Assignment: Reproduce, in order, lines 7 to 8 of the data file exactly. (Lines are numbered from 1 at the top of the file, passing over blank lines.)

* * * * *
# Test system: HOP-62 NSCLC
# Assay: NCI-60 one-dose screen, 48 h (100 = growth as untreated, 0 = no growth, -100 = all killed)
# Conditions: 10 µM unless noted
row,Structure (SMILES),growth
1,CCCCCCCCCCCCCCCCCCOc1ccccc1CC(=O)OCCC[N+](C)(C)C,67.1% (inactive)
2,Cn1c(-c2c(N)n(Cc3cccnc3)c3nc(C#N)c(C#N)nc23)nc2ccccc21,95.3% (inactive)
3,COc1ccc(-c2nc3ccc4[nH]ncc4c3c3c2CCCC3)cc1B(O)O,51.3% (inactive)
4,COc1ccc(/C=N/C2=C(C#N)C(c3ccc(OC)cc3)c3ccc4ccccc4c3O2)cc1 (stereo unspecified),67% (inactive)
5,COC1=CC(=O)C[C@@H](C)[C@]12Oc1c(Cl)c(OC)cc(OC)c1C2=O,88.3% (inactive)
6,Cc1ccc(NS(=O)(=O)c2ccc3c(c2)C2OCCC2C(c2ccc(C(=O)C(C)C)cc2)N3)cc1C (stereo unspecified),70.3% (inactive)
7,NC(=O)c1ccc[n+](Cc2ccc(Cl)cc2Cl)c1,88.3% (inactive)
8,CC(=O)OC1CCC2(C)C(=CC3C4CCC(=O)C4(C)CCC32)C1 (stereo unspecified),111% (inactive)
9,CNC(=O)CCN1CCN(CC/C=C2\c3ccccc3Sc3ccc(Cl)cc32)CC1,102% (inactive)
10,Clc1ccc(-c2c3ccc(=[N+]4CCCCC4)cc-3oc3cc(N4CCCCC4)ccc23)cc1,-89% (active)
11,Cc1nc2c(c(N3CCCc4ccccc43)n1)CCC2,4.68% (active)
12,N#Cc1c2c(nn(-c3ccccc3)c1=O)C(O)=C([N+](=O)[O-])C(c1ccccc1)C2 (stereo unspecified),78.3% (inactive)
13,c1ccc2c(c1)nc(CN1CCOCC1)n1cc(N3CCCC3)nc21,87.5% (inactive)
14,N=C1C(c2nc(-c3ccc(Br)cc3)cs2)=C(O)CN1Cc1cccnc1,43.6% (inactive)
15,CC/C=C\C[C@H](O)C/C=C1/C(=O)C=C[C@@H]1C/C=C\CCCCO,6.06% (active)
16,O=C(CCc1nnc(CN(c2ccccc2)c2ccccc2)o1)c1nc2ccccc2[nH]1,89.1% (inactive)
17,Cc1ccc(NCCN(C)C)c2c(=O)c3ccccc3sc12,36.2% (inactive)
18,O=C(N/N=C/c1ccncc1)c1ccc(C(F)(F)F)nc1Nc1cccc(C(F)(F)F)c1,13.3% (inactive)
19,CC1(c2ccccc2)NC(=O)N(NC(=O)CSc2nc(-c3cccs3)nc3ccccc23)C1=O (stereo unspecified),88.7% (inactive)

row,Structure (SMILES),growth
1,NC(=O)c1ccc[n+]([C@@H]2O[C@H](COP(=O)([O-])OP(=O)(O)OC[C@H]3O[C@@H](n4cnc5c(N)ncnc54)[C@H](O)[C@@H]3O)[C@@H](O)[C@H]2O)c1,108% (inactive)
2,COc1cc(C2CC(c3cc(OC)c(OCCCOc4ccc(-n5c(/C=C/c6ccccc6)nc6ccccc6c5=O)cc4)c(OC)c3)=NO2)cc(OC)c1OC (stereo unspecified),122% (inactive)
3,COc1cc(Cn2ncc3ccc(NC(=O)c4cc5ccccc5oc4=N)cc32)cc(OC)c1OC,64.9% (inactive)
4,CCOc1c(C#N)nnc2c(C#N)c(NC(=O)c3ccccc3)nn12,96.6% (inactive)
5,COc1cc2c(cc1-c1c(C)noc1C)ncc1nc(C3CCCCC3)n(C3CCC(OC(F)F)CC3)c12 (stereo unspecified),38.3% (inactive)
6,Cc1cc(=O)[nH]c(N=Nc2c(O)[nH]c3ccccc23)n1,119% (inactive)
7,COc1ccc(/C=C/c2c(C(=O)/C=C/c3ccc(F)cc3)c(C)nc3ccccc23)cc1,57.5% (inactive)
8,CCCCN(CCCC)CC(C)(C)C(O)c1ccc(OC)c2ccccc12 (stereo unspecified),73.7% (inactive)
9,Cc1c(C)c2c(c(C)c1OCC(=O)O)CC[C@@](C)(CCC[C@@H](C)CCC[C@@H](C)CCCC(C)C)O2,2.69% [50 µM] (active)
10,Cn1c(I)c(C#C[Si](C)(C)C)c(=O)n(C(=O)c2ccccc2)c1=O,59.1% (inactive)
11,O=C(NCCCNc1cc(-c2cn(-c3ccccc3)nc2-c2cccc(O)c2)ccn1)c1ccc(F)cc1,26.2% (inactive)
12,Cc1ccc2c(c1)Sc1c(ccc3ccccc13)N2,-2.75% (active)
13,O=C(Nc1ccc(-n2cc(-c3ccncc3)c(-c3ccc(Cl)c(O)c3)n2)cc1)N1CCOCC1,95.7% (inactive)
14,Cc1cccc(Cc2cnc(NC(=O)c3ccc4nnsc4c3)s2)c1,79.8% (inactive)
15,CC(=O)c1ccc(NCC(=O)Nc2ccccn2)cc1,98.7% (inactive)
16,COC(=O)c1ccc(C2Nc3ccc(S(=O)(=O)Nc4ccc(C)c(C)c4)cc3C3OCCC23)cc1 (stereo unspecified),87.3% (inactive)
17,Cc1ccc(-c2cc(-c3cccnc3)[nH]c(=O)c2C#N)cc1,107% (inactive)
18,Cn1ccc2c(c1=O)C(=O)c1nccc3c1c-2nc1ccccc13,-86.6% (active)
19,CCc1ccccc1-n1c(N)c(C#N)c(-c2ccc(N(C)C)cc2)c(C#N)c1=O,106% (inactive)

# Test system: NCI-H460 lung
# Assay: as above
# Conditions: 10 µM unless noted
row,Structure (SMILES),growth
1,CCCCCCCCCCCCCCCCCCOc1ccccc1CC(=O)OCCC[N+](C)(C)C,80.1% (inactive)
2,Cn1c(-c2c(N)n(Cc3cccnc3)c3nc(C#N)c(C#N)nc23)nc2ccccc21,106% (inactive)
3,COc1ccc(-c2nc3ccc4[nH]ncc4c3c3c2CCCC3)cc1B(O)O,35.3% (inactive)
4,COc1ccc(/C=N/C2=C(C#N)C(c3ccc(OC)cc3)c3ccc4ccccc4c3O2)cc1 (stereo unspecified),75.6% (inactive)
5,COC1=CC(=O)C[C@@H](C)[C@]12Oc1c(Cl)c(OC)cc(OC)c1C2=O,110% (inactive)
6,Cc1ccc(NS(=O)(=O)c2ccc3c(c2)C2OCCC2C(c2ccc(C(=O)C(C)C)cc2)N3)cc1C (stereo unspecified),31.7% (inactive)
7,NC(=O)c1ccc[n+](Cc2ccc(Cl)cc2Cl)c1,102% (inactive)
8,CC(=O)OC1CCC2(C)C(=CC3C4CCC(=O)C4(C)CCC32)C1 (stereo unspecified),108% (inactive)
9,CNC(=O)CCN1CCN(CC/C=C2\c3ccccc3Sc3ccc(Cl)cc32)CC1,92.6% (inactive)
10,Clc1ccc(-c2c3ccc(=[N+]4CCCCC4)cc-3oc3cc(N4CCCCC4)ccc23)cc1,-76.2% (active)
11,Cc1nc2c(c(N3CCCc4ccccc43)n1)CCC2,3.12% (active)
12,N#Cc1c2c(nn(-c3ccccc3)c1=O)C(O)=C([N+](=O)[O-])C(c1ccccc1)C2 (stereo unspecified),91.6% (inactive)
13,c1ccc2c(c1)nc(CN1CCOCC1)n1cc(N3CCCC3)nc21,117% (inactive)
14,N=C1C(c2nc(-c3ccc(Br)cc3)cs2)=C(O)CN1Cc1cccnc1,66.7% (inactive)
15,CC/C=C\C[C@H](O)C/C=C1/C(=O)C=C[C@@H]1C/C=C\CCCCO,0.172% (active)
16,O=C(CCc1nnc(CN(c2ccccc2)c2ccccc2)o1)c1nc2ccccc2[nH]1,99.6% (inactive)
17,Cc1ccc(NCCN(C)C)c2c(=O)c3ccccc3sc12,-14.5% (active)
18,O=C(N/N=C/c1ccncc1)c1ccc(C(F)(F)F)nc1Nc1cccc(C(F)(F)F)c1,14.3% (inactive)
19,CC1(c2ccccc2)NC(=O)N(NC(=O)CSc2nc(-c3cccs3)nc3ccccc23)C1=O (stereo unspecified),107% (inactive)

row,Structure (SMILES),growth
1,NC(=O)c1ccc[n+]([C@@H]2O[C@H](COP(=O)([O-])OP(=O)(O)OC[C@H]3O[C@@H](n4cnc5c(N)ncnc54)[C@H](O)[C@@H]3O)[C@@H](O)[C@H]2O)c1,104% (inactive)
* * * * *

3,COc1ccc(-c2nc3ccc4[nH]ncc4c3c3c2CCCC3)cc1B(O)O,51.3% (inactive)
4,COc1ccc(/C=N/C2=C(C#N)C(c3ccc(OC)cc3)c3ccc4ccccc4c3O2)cc1 (stereo unspecified),67% (inactive)